After the hot mess that was negotiating the stadium area – with crowd control that would make the hippies that organised Woodstock blush – members of the press were faced with a bizarre accreditation process, repeated technical faults affecting those trying to work, and nonplussed staff unable to offer too much in the way of assistance.
It turned out the Arena de Sao Paulo was not quite ready to host the world’s media. Fragile Wi-Fi flickered between barely on and off, sockets failed to house adaptors we were briefed to bring and photographers – many on hands and knees – tried in vain to get their prized images online. Setting up at Wembley typically takes 15 minutes; setting up in Sao Paulo encroached on two hours.
Finally things returned to normality minutes before the opening ceremony of the 2014 World Cup, although it dawned on many hacks that only two elevators were available for hundreds of assorted journalists and tecchies. The fitter of us elected to walk the nine floors to the upper tier, equipment in hand and on back, but spare a thought for the older colleagues growing increasingly irate as they feared missing the start of the whole darn thing.
Yet as soon as the curtain was raised, everything came together in a sometimes splendid and often bewildering exhibition of dance and colour to mark the showpiece of the showpiece, as it were.
Dancing broccoli, space-age body-poppers and a giant multi-coloured ball that popped open like a Terry’s Chocolate Orange to reveal the inimitable J-Lo.
Of course she was followed by a suspiciously off-key Brazilian chanteuse, Claudia Leitte, and faintly annoying rapper Pitbull, which just about sums the whole thing up: wild, wanton and fun – but ultimately flawed.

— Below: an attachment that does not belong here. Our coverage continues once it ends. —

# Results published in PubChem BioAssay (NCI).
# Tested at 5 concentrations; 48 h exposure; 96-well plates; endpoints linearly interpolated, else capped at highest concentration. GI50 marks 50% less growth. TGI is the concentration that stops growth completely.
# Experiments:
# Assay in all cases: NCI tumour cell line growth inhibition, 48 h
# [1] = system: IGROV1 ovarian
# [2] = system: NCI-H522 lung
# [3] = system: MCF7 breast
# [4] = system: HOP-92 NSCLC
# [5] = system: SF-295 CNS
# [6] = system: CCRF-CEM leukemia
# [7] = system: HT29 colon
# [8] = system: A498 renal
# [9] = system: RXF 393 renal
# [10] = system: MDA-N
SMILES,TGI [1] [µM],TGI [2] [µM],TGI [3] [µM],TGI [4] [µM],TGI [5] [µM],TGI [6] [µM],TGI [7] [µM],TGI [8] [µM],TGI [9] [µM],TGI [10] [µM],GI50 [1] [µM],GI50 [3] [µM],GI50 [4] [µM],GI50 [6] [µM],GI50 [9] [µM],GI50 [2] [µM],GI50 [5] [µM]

Maybe that is not a bad thing. After all, modern football is a sanitised affair, directed by rights negotiations, brand affiliations and a corporate structure geared to deliver meaningless but palatable soundbites to a global audience happy to gawk at a culture of celebrity our parents’ heroes would have heaved out of the pub.
Such commercialisation has of course been rampant at these finals – it’s FIFA’s tournament and in an increasingly capitalist world they have every right to milk it for what it’s worth.
But what Brazil is offering the game is something different, a throwback to the old days of glorious imperfection.
I have been as guilty as any of questioning the wisdom of awarding these finals to a country with more pressing needs, needs which have been covered in greater depth by my earlier postings.
And certainly, the inability to arrange the nation’s infrastructure to host such an event should not go unquestioned. For one it makes my job harder, although I appreciate that would be of little interest to those watching on television at home. But those creaking structures also impact on the enjoyment of fans trying to follow their team around this juggernaut of a country, such as the Australians I met who were frantically trying to catch a connecting flight to Cuiaba. I am still not sure if they made it. And ultimately this tournament should be all about the fans.
Maybe we are spoilt by Europe’s efficient, clean, sterile football machine; maybe things should be better in Brazil. But one thing is for certain – this World Cup will be like no other in recent memory, not even South Africa, which managed to pull off the last edition with little trouble.
Eurosport’s Reda Maher is on location in Brazil for the duration of the 2014 World Cup - follow him on Twitter @Reda_Eurosport
- Sports & Recreation